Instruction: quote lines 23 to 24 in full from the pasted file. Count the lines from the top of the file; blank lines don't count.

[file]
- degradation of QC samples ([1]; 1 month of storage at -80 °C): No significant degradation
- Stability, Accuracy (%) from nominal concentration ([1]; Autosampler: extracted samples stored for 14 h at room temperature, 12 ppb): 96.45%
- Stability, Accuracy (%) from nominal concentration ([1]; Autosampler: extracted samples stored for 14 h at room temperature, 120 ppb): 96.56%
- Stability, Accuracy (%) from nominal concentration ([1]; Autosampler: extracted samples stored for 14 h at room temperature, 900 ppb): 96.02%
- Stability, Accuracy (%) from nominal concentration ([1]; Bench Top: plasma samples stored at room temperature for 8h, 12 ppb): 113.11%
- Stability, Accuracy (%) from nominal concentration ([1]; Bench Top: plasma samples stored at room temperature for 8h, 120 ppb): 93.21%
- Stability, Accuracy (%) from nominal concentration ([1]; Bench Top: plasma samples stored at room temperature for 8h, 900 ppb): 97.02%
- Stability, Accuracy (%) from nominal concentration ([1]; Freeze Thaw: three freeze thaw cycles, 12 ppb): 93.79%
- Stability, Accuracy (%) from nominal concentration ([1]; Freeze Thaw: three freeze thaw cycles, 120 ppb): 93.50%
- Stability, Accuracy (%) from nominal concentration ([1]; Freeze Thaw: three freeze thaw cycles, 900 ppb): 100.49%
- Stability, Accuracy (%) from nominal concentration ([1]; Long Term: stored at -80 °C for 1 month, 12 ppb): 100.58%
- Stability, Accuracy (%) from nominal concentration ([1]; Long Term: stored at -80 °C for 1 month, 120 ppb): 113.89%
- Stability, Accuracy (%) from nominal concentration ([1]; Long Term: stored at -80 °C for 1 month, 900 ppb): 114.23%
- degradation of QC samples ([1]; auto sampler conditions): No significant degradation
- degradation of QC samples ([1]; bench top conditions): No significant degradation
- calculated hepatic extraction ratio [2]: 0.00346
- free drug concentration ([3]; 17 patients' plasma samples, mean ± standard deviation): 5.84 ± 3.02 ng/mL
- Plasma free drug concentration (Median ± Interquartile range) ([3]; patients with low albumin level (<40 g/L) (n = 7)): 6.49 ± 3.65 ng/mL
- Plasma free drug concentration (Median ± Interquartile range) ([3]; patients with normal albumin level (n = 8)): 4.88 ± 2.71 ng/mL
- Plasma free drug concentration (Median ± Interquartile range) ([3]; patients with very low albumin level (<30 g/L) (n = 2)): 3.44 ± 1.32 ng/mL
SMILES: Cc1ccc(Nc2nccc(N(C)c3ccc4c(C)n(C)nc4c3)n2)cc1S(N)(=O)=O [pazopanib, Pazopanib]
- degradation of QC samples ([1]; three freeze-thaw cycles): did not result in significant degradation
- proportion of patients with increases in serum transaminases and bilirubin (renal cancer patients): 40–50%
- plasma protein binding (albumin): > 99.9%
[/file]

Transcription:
- proportion of patients with increases in serum transaminases and bilirubin (renal cancer patients): 40–50%
- plasma protein binding (albumin): > 99.9%